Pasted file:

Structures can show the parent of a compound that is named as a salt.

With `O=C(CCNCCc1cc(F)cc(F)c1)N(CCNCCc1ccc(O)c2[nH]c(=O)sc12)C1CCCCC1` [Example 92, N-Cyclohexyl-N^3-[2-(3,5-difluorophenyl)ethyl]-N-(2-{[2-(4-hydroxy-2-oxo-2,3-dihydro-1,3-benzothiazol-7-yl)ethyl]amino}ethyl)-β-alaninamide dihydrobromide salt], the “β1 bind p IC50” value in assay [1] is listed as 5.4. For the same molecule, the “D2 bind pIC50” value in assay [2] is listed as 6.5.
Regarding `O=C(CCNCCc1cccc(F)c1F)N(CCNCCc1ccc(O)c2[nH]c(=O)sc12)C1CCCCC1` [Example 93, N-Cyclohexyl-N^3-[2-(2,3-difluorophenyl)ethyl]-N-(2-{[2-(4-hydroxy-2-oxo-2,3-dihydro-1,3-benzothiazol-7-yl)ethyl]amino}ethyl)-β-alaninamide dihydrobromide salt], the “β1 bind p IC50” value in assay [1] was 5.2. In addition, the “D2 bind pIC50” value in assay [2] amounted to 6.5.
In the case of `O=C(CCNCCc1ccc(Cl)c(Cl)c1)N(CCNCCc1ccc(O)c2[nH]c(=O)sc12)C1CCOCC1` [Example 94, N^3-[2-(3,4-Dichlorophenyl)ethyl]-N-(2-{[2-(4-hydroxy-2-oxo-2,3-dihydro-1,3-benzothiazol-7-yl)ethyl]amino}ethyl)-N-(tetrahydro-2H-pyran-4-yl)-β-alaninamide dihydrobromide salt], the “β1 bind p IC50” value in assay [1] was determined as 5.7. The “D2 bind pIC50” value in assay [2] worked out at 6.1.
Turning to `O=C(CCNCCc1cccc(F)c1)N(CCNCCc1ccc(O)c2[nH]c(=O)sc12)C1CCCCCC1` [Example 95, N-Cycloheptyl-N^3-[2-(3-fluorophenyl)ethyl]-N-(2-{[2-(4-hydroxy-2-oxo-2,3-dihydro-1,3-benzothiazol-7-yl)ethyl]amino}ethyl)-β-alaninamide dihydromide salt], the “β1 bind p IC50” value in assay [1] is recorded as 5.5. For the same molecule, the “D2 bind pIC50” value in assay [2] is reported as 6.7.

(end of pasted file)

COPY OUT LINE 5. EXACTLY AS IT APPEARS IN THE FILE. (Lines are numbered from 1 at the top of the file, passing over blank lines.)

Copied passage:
Turning to `O=C(CCNCCc1cccc(F)c1)N(CCNCCc1ccc(O)c2[nH]c(=O)sc12)C1CCCCCC1` [Example 95, N-Cycloheptyl-N^3-[2-(3-fluorophenyl)ethyl]-N-(2-{[2-(4-hydroxy-2-oxo-2,3-dihydro-1,3-benzothiazol-7-yl)ethyl]amino}ethyl)-β-alaninamide dihydromide salt], the “β1 bind p IC50” value in assay [1] is recorded as 5.5. For the same molecule, the “D2 bind pIC50” value in assay [2] is reported as 6.7.